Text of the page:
February Mid-Term Guided Tours – Astronomy in Birr

This walking tour takes you through nearly 180 years of astronomy in Birr – from the 1840s to the present day – with the two world-renowned telescopes here in Birr Castle Demesne. Explore the history of science and engineering with the Great Leviathan Telescope, and look to the future of science and radio astronomy with I-LOFAR.

Meet at the Great Telescope in Birr at 12:30 this February Mid-Term on Wednesday 19, Thursday 20 and Friday 21 February 2020.

Suitable for all levels and ages, no background knowledge needed – just bring your curiosity!

Free guided tour for all visitors to Birr Castle Demesne, tour is included in General Admission ticket price. For more information check out our February Mid-Term Tours event on Facebook.


Supported by Science Foundation Ireland and ESERO Ireland.

A New Perspective on I-LOFAR

This Guest Blog was written by a local secondary school student in Birr who came to visit I-LOFAR and has plans to study Physics at Third Level. 

Hello, I’m Joshua, a sixth-year student of St. Brendan’s Community School Birr. I was recently given the opportunity to avail of a tour of I-LOFAR (the Irish Low Frequency Array). This tour was led by the Head of I-LOFAR, Prof. Peter Gallagher, and the Education and Public Engagement Manager, Áine Flood. On this tour I learned about the fascinating ways in which I-LOFAR works and what it does to broaden the frontiers of science.


What is LOFAR?

I-LOFAR Telescope viewed from the air. Credit: Alison Delaney, Birr Castle

At first glance, the above collection of boxes and antennas may not even resemble a simple telescope, never mind being capable of observing the universe as it was billions of years ago. But the Irish Low Frequency Array is a radio telescope. It detects radio waves, which are part of the Electromagnetic Spectrum, similar to visible light and x-rays but less energetic and with longer wavelengths. These qualities make it possible for the waves emitted by distant celestial objects to penetrate the Earth’s atmosphere and reach detectors on the ground. This allows us to efficiently build a vast, terrestrial, virtual telescope, spanning the continent of Europe. LOFAR is composed of 12 international stations (like the one we have in Birr) that are electronically connected to a computing facility in the Netherlands. There the data collected by the individual telescopes are collated to form images of unprecedented quality, making LOFAR one of the most sophisticated pieces of astrophysics research equipment.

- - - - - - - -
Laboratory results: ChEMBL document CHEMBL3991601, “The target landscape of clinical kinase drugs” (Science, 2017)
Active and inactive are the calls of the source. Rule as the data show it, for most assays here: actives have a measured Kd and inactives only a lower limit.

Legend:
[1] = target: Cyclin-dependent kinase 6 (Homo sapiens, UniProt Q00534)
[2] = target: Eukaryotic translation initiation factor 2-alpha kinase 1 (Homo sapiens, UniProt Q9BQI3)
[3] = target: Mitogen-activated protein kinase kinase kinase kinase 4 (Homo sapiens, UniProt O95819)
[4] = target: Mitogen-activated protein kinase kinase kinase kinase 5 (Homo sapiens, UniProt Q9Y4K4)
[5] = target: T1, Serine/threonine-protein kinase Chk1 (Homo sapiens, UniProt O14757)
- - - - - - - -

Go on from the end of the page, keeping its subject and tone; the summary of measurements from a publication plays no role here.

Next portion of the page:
How Does LOFAR Work?

Celestial objects such as stars, pulsars (highly magnetised rotating neutron stars), and galaxies emit a variety of radiation types. I-LOFAR is designed to detect two frequency ranges of radio waves, 10-90 megahertz (MHz) and 110-240 MHz. Unfortunately, the frequencies between 90-110 MHz are used to broadcast FM transmissions, so waves of those frequencies from space are drowned out on earth.

High band antennae on the right, and low band antennae on the left